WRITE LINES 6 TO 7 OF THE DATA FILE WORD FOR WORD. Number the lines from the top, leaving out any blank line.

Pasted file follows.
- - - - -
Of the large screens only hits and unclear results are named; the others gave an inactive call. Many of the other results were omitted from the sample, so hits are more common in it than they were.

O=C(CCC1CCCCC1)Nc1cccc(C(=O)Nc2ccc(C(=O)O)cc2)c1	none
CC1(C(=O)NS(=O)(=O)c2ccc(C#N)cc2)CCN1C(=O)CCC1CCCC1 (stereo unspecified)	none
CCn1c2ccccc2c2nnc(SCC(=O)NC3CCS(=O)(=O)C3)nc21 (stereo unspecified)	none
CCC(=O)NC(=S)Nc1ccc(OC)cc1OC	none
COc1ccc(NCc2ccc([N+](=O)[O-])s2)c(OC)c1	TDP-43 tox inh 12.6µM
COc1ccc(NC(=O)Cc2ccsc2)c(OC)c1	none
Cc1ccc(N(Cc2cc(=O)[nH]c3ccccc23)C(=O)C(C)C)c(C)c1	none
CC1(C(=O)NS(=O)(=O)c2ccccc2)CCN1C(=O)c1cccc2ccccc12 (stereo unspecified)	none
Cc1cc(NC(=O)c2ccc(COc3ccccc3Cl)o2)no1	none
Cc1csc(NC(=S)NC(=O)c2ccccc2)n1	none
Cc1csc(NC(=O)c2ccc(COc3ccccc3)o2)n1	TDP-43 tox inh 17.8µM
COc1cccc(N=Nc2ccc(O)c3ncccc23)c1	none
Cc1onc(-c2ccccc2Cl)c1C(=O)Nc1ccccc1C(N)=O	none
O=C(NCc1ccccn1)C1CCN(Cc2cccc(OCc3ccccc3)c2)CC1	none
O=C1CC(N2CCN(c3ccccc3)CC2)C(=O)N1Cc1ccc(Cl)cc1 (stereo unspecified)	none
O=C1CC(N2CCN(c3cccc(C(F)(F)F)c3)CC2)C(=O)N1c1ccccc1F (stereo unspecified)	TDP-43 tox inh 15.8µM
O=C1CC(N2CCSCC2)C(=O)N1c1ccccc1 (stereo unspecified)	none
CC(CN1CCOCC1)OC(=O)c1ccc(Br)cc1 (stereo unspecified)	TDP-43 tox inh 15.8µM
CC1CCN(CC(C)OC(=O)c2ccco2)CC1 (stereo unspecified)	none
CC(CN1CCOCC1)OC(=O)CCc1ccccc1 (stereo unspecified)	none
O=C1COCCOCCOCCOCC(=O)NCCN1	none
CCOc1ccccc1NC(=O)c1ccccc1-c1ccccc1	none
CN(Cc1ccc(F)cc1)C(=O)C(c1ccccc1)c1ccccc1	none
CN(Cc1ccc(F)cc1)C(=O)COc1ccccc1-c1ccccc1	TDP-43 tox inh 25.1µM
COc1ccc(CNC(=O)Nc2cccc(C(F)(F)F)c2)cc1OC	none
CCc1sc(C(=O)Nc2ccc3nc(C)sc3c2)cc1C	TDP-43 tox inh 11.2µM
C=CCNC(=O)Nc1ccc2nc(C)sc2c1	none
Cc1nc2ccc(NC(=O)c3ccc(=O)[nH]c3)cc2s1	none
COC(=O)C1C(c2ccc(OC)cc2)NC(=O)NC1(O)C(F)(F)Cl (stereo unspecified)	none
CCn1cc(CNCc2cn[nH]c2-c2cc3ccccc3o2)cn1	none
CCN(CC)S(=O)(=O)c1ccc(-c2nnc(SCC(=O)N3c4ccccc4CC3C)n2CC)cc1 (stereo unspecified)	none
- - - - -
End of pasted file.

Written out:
COc1ccc(NCc2ccc([N+](=O)[O-])s2)c(OC)c1	TDP-43 tox inh 12.6µM
COc1ccc(NC(=O)Cc2ccsc2)c(OC)c1	none